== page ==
The "Technical and economic passports of apartment buildings" is a table, one of columns are addresses. To use this data, the table should be geocoded
- a point with coordinates should be assigned to each record. I've made a simple Python script, with online geocoding service adding longitude and latitude columns to the table.
СityWalls.ru webpages have simple structure - it means data could be easily collected.
Let's make simply parser in Python - it collects URL to the house webpage, CityWalls-ID, text string - year(s) built, architectural style, architect's name, name, address and link to the photo. The coordinates from site could not be used - often users put a pin near to the house, not on it - that's why I'm geocoding the layer by myself with the script we already have. Outcome of this stage - geographical points with attributes for 27 thousand of buildings.
Assigning points from "Passports" and CityWalls to buildings polygons with a simple rule: "point should be on the polygon". Now every polygon has a table with bunch of information from different sources:
- "Object-address system of Saint-Petersburg"
- "Technical and economic passports of apartment buildings"
Such a mess! The goal of the current stage is to good quality attributes for each building:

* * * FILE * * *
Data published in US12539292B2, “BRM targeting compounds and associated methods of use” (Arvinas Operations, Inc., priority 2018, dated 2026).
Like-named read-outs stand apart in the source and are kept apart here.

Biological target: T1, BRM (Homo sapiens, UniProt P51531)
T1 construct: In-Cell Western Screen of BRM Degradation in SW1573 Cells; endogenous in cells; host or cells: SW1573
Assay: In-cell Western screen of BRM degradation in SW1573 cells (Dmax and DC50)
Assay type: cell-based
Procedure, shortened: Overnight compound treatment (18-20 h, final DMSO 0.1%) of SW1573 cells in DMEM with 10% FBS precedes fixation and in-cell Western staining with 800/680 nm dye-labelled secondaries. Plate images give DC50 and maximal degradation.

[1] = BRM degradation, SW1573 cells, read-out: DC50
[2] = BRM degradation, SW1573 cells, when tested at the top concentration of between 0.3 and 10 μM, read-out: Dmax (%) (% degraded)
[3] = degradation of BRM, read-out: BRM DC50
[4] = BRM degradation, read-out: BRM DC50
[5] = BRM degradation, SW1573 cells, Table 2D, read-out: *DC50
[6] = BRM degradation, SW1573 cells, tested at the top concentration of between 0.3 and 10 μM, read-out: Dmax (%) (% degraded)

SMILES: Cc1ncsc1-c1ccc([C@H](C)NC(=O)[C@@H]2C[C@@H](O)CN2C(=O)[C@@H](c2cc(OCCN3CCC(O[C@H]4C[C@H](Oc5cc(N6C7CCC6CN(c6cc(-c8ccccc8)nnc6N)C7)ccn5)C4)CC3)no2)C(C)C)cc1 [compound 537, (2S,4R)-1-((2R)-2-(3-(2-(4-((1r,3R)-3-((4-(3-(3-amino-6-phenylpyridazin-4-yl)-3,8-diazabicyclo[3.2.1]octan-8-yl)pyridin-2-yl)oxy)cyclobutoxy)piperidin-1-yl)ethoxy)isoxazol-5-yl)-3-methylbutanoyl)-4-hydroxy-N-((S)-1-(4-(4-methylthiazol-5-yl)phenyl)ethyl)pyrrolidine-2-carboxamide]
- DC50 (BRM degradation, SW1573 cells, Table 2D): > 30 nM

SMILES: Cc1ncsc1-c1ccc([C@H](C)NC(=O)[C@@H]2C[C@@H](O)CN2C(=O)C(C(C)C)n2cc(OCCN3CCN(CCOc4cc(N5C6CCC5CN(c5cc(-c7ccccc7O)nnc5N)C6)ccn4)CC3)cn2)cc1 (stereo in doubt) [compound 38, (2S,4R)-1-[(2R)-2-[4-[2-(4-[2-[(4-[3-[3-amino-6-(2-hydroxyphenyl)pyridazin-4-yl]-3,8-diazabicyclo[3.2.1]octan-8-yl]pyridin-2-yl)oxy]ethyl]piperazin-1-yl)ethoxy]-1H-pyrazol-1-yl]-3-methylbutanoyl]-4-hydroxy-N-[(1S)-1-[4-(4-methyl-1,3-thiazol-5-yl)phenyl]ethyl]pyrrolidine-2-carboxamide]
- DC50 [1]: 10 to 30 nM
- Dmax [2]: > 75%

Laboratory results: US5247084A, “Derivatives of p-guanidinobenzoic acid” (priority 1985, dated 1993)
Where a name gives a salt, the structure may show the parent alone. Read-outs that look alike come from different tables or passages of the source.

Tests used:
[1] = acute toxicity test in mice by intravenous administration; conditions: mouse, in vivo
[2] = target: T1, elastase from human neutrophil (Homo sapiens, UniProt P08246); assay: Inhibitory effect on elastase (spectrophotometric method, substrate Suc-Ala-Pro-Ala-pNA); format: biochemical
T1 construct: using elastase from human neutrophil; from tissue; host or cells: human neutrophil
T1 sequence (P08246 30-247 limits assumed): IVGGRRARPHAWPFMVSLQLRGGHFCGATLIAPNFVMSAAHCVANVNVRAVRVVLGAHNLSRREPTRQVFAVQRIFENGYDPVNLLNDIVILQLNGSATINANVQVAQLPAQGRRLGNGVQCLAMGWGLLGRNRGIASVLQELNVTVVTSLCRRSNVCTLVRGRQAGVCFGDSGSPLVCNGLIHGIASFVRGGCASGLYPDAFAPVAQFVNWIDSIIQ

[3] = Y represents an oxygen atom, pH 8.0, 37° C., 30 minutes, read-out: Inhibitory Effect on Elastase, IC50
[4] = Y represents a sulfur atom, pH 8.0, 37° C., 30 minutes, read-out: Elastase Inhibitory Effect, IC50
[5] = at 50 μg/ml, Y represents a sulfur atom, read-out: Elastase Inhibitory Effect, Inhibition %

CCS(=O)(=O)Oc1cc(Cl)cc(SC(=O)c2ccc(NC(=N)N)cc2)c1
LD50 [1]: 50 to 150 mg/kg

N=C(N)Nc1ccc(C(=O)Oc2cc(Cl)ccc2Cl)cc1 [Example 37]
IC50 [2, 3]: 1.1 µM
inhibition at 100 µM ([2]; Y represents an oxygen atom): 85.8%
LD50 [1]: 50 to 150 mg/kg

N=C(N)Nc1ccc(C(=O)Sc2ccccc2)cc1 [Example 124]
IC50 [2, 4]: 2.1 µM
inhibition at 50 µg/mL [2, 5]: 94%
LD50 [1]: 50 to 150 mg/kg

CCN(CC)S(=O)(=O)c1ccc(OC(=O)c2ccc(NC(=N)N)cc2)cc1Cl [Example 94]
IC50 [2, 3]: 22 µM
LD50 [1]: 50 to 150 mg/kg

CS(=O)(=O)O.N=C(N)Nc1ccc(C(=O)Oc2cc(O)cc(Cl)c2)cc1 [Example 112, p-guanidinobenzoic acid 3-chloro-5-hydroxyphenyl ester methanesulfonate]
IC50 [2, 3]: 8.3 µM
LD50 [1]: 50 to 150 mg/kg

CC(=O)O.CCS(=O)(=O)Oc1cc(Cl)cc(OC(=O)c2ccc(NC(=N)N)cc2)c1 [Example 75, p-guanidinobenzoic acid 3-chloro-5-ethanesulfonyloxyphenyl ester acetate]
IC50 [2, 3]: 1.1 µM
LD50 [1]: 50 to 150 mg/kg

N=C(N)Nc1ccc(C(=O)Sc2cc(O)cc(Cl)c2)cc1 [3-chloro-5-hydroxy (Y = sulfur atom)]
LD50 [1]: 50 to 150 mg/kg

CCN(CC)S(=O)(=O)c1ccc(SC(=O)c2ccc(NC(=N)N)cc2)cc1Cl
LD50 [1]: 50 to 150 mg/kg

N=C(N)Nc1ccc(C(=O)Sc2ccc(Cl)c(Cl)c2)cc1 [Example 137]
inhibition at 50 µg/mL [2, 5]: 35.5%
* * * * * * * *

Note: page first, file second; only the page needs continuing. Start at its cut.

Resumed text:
- year built
- link to CityWalls page
- link to photo
We determine the priority of sources for attributes, for example address string quality is best in "Object-address system", good in "Passports" and equal quality in CityWalls and OSM entries.
Date mining is a special type of fun: for data analysis we need an integer, but in all sources the date is a string with a very diverse format. It could be easy option "1703" or "1703г", year list "1703,2020", building period "1822-1917", epoch "before 1822", or outstanding "1 9471 94 8", and their combinations and exceptions.
After playing with the data a bit, making wrong decisions couple of times I find a rule that gives an acceptable result: take as a result the first four-digit number in string, if it is not a period otherwise take second four-digit number in the string. After a bit of pain with regular expressions magic, with one line of code all text fields are turned into numbers.